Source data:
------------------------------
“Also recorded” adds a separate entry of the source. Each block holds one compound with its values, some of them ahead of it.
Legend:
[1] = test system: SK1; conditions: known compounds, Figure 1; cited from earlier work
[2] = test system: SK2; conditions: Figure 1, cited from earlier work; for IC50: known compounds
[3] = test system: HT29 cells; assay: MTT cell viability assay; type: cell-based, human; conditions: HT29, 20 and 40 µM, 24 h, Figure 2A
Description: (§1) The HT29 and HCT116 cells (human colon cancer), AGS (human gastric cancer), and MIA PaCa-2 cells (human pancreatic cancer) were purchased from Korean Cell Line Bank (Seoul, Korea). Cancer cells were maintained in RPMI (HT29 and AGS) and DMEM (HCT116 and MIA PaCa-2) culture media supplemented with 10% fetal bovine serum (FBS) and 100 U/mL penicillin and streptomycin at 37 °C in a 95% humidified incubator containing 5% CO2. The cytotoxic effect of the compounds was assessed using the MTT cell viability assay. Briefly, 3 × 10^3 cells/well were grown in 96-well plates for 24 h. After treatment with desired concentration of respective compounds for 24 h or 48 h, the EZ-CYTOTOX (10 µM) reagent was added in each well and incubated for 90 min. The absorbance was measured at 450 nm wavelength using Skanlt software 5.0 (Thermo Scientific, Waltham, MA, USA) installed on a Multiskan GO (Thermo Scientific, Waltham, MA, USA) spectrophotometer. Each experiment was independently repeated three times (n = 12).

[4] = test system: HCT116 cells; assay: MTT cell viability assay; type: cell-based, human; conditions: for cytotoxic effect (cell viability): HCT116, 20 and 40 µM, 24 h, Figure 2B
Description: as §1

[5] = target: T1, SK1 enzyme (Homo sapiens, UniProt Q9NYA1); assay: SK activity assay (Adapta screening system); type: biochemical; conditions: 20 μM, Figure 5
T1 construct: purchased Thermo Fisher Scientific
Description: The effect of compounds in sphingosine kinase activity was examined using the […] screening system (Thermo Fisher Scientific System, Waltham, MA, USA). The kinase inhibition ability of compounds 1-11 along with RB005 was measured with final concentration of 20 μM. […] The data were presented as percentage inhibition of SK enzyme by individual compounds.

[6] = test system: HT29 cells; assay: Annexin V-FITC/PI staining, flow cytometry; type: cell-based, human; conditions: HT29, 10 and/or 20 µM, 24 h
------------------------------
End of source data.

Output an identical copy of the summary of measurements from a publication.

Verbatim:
“Also recorded” adds a separate entry of the source. Each block holds one compound with its values, some of them ahead of it.
Legend:
[1] = test system: SK1; conditions: known compounds, Figure 1; cited from earlier work
[2] = test system: SK2; conditions: Figure 1, cited from earlier work; for IC50: known compounds
[3] = test system: HT29 cells; assay: MTT cell viability assay; type: cell-based, human; conditions: HT29, 20 and 40 µM, 24 h, Figure 2A
Description: (§1) The HT29 and HCT116 cells (human colon cancer), AGS (human gastric cancer), and MIA PaCa-2 cells (human pancreatic cancer) were purchased from Korean Cell Line Bank (Seoul, Korea). Cancer cells were maintained in RPMI (HT29 and AGS) and DMEM (HCT116 and MIA PaCa-2) culture media supplemented with 10% fetal bovine serum (FBS) and 100 U/mL penicillin and streptomycin at 37 °C in a 95% humidified incubator containing 5% CO2. The cytotoxic effect of the compounds was assessed using the MTT cell viability assay. Briefly, 3 × 10^3 cells/well were grown in 96-well plates for 24 h. After treatment with desired concentration of respective compounds for 24 h or 48 h, the EZ-CYTOTOX (10 µM) reagent was added in each well and incubated for 90 min. The absorbance was measured at 450 nm wavelength using Skanlt software 5.0 (Thermo Scientific, Waltham, MA, USA) installed on a Multiskan GO (Thermo Scientific, Waltham, MA, USA) spectrophotometer. Each experiment was independently repeated three times (n = 12).

[4] = test system: HCT116 cells; assay: MTT cell viability assay; type: cell-based, human; conditions: for cytotoxic effect (cell viability): HCT116, 20 and 40 µM, 24 h, Figure 2B
Description: as §1

[5] = target: T1, SK1 enzyme (Homo sapiens, UniProt Q9NYA1); assay: SK activity assay (Adapta screening system); type: biochemical; conditions: 20 μM, Figure 5
T1 construct: purchased Thermo Fisher Scientific
Description: The effect of compounds in sphingosine kinase activity was examined using the […] screening system (Thermo Fisher Scientific System, Waltham, MA, USA). The kinase inhibition ability of compounds 1-11 along with RB005 was measured with final concentration of 20 μM. […] The data were presented as percentage inhibition of SK enzyme by individual compounds.

[6] = test system: HT29 cells; assay: Annexin V-FITC/PI staining, flow cytometry; type: cell-based, human; conditions: HT29, 10 and/or 20 µM, 24 h